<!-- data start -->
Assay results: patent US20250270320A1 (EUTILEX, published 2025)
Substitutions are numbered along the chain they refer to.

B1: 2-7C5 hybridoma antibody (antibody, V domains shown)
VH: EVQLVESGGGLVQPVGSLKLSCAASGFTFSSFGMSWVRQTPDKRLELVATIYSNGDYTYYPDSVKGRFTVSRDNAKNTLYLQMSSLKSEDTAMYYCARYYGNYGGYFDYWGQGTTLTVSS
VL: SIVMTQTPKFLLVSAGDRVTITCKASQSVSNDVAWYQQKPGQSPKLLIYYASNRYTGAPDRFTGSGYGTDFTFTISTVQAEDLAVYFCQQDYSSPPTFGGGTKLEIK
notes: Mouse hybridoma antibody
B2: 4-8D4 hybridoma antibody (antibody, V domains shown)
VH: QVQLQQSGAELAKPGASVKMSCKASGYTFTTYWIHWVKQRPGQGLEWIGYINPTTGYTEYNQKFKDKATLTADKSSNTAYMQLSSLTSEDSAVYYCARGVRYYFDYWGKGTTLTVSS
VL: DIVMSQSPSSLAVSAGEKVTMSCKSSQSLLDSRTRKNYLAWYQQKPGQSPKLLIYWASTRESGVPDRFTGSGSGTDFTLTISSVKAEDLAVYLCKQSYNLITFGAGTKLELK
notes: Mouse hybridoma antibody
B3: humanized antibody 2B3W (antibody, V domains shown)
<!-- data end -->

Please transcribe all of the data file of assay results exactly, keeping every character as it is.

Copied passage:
Assay results: patent US20250270320A1 (EUTILEX, published 2025)
Substitutions are numbered along the chain they refer to.

B1: 2-7C5 hybridoma antibody (antibody, V domains shown)
VH: EVQLVESGGGLVQPVGSLKLSCAASGFTFSSFGMSWVRQTPDKRLELVATIYSNGDYTYYPDSVKGRFTVSRDNAKNTLYLQMSSLKSEDTAMYYCARYYGNYGGYFDYWGQGTTLTVSS
VL: SIVMTQTPKFLLVSAGDRVTITCKASQSVSNDVAWYQQKPGQSPKLLIYYASNRYTGAPDRFTGSGYGTDFTFTISTVQAEDLAVYFCQQDYSSPPTFGGGTKLEIK
notes: Mouse hybridoma antibody
B2: 4-8D4 hybridoma antibody (antibody, V domains shown)
VH: QVQLQQSGAELAKPGASVKMSCKASGYTFTTYWIHWVKQRPGQGLEWIGYINPTTGYTEYNQKFKDKATLTADKSSNTAYMQLSSLTSEDSAVYYCARGVRYYFDYWGKGTTLTVSS
VL: DIVMSQSPSSLAVSAGEKVTMSCKSSQSLLDSRTRKNYLAWYQQKPGQSPKLLIYWASTRESGVPDRFTGSGSGTDFTLTISSVKAEDLAVYLCKQSYNLITFGAGTKLELK
notes: Mouse hybridoma antibody
B3: humanized antibody 2B3W (antibody, V domains shown)